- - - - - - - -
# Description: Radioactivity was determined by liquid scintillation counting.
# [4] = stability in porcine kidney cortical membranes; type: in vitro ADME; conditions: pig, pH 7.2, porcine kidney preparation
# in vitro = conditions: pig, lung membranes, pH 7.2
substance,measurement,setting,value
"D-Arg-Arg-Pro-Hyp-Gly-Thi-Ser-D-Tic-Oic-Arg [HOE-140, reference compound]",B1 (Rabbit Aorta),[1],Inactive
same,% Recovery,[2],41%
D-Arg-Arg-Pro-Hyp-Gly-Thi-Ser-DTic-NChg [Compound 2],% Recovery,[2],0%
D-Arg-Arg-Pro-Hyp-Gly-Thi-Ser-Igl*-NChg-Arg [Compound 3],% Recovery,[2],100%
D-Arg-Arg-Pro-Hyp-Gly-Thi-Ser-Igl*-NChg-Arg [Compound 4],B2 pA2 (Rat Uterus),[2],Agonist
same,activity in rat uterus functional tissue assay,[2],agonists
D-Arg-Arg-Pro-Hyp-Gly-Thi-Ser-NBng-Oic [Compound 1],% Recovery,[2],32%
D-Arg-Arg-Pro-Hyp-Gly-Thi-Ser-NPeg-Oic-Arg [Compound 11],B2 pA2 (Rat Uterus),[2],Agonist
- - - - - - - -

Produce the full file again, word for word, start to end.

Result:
# Description: Radioactivity was determined by liquid scintillation counting.
# [4] = stability in porcine kidney cortical membranes; type: in vitro ADME; conditions: pig, pH 7.2, porcine kidney preparation
# in vitro = conditions: pig, lung membranes, pH 7.2
substance,measurement,setting,value
"D-Arg-Arg-Pro-Hyp-Gly-Thi-Ser-D-Tic-Oic-Arg [HOE-140, reference compound]",B1 (Rabbit Aorta),[1],Inactive
same,% Recovery,[2],41%
D-Arg-Arg-Pro-Hyp-Gly-Thi-Ser-DTic-NChg [Compound 2],% Recovery,[2],0%
D-Arg-Arg-Pro-Hyp-Gly-Thi-Ser-Igl*-NChg-Arg [Compound 3],% Recovery,[2],100%
D-Arg-Arg-Pro-Hyp-Gly-Thi-Ser-Igl*-NChg-Arg [Compound 4],B2 pA2 (Rat Uterus),[2],Agonist
same,activity in rat uterus functional tissue assay,[2],agonists
D-Arg-Arg-Pro-Hyp-Gly-Thi-Ser-NBng-Oic [Compound 1],% Recovery,[2],32%
D-Arg-Arg-Pro-Hyp-Gly-Thi-Ser-NPeg-Oic-Arg [Compound 11],B2 pA2 (Rat Uterus),[2],Agonist